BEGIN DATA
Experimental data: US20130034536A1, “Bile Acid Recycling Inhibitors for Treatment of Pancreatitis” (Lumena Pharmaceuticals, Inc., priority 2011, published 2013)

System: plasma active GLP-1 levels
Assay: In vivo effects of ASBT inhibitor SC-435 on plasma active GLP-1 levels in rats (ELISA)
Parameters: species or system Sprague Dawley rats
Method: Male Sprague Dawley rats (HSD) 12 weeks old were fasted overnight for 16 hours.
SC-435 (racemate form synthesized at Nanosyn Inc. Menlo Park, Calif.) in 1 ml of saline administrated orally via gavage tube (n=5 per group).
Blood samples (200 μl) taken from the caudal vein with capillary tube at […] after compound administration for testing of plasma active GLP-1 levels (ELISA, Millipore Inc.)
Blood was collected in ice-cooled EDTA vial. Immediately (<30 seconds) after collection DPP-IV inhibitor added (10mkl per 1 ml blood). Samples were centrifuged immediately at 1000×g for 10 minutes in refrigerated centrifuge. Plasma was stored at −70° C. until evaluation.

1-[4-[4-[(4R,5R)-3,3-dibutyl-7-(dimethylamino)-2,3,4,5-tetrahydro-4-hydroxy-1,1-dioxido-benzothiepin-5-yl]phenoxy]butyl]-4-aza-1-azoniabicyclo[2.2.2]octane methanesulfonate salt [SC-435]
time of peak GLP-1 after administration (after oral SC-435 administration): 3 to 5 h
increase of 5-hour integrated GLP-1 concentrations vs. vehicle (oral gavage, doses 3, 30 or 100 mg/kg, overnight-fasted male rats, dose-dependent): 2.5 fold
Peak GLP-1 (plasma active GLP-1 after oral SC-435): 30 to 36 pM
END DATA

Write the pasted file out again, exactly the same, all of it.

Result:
Experimental data: US20130034536A1, “Bile Acid Recycling Inhibitors for Treatment of Pancreatitis” (Lumena Pharmaceuticals, Inc., priority 2011, published 2013)

System: plasma active GLP-1 levels
Assay: In vivo effects of ASBT inhibitor SC-435 on plasma active GLP-1 levels in rats (ELISA)
Parameters: species or system Sprague Dawley rats
Method: Male Sprague Dawley rats (HSD) 12 weeks old were fasted overnight for 16 hours.
SC-435 (racemate form synthesized at Nanosyn Inc. Menlo Park, Calif.) in 1 ml of saline administrated orally via gavage tube (n=5 per group).
Blood samples (200 μl) taken from the caudal vein with capillary tube at […] after compound administration for testing of plasma active GLP-1 levels (ELISA, Millipore Inc.)
Blood was collected in ice-cooled EDTA vial. Immediately (<30 seconds) after collection DPP-IV inhibitor added (10mkl per 1 ml blood). Samples were centrifuged immediately at 1000×g for 10 minutes in refrigerated centrifuge. Plasma was stored at −70° C. until evaluation.

1-[4-[4-[(4R,5R)-3,3-dibutyl-7-(dimethylamino)-2,3,4,5-tetrahydro-4-hydroxy-1,1-dioxido-benzothiepin-5-yl]phenoxy]butyl]-4-aza-1-azoniabicyclo[2.2.2]octane methanesulfonate salt [SC-435]
time of peak GLP-1 after administration (after oral SC-435 administration): 3 to 5 h
increase of 5-hour integrated GLP-1 concentrations vs. vehicle (oral gavage, doses 3, 30 or 100 mg/kg, overnight-fasted male rats, dose-dependent): 2.5 fold
Peak GLP-1 (plasma active GLP-1 after oral SC-435): 30 to 36 pM